Over the past month, two American cities gave streets back to the people, turning space once restricted to cars into plazas. Last weekend, it was Times Square in New York; just two weeks ago, San Francisco put out IKEA chairs and cardboard bollards to turn some underused asphalt into a temporary piazza. I'm still in shock looking at photos of people dancing and playing catch on what was once four lanes of downtown traffic.
Both projects have been well-received for creating open space in the crowded city, and I'm wondering how this model could be used - on a much, much smaller scale here. One place might be the intersection of Sligo, Chesapeake and Chicago avenues in East Silver Spring. Sligo is the local "Main Street," lined with apartment buildings, schools, and locally-owned businesses. This corner is a community gathering place; when school buses stop there, kids pour out into the street, stopping to chat or heading into Iva's Beer and Wine for a snack.
"This is where we went to scream after the Supreme Court said Bush won," civic leader Karen Roper said when she first introduced me to the neighborhood in 2006. "It's like our barbershop - [where everyone comes to meet]."
The corner store at Sligo, Chesapeake and Chicago avenues in East Silver Spring.
Chicago and Chesapeake are both residential streets with considerably less traffic; in fact, Chesapeake is only a block long. The three streets meet in an awkward cross shape, and both Chicago and Chesapeake intersect with Sligo Avenue, barely thirty feet apart from each other. Two intersections mean more turning movements on and off of Sligo, holding up traffic. It also means two more places where cars and pedestrians conflict with each other. Worst of all, it's a lot of asphalt that isn't being fully utilized.
On his website Montgomery Sideways, pedestrian advocate William Smith has posted a plan he's working on with the MoCo Department of Transportation and East Silver Spring community to make Sligo Avenue safer for walkers. (This Saturday, May 30th at 11am, MCDOT is conducting an "on-site review" of the area.) The Sligo/Chesapeake/Chicago intersection is one of the spots his Sligo Avenue Accessibility Project studies. There, he proposes curb bump-outs, wider sidewalks and a pedestrian refuge island in the middle of Sligo Avenue.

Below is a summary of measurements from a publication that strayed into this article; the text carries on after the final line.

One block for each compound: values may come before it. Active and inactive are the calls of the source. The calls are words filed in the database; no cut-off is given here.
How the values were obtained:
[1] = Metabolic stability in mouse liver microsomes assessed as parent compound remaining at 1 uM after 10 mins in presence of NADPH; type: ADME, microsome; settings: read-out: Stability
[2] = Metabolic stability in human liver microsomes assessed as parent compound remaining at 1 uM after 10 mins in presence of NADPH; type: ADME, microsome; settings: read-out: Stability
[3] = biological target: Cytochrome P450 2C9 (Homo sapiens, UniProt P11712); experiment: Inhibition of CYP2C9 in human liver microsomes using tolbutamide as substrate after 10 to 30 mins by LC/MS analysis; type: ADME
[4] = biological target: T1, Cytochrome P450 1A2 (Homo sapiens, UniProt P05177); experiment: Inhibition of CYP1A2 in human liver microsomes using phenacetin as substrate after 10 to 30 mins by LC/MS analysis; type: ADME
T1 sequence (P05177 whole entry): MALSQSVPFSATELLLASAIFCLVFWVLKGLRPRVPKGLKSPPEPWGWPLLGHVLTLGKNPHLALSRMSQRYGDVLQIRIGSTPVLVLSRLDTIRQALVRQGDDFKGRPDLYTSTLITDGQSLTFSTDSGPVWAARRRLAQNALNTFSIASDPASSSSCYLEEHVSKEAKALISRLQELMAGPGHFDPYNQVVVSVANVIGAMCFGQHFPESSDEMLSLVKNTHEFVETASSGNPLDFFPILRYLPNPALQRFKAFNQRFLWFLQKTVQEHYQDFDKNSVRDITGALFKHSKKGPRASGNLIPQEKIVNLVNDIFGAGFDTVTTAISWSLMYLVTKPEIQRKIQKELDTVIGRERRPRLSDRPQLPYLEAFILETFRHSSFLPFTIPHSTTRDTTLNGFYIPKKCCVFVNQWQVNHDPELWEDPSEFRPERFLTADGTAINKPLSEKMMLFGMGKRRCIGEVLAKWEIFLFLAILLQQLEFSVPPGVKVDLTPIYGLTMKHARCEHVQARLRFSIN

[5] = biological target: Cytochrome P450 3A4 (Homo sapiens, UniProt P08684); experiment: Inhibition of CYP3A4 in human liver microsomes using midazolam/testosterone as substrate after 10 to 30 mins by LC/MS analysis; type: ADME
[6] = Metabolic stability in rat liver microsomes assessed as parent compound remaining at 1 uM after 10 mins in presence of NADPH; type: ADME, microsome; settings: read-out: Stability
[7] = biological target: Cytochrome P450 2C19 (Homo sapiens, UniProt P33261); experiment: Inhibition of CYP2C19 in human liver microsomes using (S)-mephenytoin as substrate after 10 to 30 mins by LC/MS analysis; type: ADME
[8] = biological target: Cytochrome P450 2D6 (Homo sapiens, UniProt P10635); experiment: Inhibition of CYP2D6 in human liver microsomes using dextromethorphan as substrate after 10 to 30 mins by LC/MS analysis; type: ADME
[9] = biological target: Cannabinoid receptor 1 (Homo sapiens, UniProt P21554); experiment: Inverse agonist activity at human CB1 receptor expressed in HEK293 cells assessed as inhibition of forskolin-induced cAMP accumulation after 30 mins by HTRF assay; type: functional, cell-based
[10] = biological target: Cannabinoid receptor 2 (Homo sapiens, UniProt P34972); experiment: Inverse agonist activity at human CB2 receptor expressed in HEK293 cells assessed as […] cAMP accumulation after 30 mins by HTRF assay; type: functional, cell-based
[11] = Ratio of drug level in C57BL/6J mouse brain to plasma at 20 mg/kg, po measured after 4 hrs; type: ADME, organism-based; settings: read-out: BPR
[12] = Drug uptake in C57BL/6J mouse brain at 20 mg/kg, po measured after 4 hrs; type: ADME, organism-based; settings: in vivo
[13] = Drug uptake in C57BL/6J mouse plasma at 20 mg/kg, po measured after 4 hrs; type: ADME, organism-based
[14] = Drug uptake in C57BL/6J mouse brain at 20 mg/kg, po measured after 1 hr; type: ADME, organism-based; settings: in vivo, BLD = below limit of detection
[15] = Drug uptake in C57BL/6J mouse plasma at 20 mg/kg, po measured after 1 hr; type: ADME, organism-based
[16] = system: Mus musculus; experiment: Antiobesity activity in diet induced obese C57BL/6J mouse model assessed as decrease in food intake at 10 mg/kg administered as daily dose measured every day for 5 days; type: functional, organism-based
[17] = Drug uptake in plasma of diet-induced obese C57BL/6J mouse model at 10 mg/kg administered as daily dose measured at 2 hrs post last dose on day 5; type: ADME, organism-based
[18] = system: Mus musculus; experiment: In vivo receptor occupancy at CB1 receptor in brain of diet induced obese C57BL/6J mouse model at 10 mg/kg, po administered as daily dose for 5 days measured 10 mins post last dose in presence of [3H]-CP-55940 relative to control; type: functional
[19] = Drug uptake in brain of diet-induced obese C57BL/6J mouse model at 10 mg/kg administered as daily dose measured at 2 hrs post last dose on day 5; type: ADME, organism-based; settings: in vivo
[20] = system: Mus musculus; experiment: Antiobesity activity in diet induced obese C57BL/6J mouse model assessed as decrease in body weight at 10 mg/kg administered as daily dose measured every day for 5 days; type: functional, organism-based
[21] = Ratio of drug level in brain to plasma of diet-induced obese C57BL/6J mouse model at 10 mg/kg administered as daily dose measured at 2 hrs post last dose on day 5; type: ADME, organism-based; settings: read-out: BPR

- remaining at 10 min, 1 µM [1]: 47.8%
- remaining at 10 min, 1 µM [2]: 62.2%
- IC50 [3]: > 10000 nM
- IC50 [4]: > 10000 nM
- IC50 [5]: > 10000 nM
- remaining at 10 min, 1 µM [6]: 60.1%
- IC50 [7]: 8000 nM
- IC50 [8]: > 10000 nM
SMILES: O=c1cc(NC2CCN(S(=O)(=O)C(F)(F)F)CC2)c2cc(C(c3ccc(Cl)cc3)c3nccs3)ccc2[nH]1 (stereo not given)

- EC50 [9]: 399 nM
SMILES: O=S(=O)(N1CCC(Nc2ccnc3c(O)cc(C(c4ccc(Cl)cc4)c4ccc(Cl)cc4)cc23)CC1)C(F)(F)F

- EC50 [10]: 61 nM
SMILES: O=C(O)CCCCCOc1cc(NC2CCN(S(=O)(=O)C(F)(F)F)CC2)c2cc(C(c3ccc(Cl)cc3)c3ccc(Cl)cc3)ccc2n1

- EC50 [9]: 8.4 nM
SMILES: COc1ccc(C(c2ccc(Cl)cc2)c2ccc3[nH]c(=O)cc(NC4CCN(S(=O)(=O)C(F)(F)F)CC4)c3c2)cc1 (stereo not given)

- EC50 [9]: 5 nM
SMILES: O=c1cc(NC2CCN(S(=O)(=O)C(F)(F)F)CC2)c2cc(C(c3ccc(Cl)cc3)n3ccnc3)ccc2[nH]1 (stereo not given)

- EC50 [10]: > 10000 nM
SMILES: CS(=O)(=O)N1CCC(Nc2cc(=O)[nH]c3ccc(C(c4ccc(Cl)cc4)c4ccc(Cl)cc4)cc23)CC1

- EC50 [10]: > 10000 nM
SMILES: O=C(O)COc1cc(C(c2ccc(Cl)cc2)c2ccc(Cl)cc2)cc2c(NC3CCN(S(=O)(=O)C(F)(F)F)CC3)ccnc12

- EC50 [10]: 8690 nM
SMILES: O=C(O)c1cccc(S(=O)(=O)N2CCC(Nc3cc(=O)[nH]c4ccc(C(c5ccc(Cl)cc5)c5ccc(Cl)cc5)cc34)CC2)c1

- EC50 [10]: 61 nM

William Smith's proposal for pedestrian improvements at the Sligo/Chesapeake/Chicago intersection.
View sligo/chesapeake/chicago in a larger map
If we want to make the intersection more pedestrian-friendly and take advantage of its local significance, it might be worthwhile to consider making part of it into a plaza. The fifty feet of Chesapeake Avenue between Sligo and Chicago could be closed off to vehicles, meaning that cars coming from Chesapeake would have to turn right at Chicago before turning onto Sligo. There would be one fewer intersection and one fewer street for pedestrians to cross.
In the new plaza, tables and chairs could provide places for people to sit, eat and mingle. Planters and bollards could be used to define the space and make it clear that cars do not belong here. The market's parking is on the street and in a lot on Chicago Avenue, so they wouldn't lose any vehicular access to the project. But they do have a new amenity - public open space, a rarity in a neighborhood of apartment buildings and homes with private yards.
The best part about this proposal is that it's temporary, an opportunity to see - as New York and San Francisco are doing - how well these spaces are received and how they could be improved upon. In San Francisco, the 17th Street Plaza was created by painting the asphalt yellow; in New York, Times Square was closed with a few well-placed Jersey walls. It's not pretty, but it's a quick and dirty way to create and troubleshoot a public space. If it succeeds, we could see future "instant plazas" throughout East County. There are plenty of opportunities to do this on underutilized streets and parking lots (as the Emergent Urbanism blog explores in California), creating a "sense of place" in areas where it isn't readily available.
This is, after all, the place that laid out 35,000 square feet of plastic grass and turned it into a people-watching paradise. We can do it again.
Cross-posted (sort of) on Greater Greater Washington.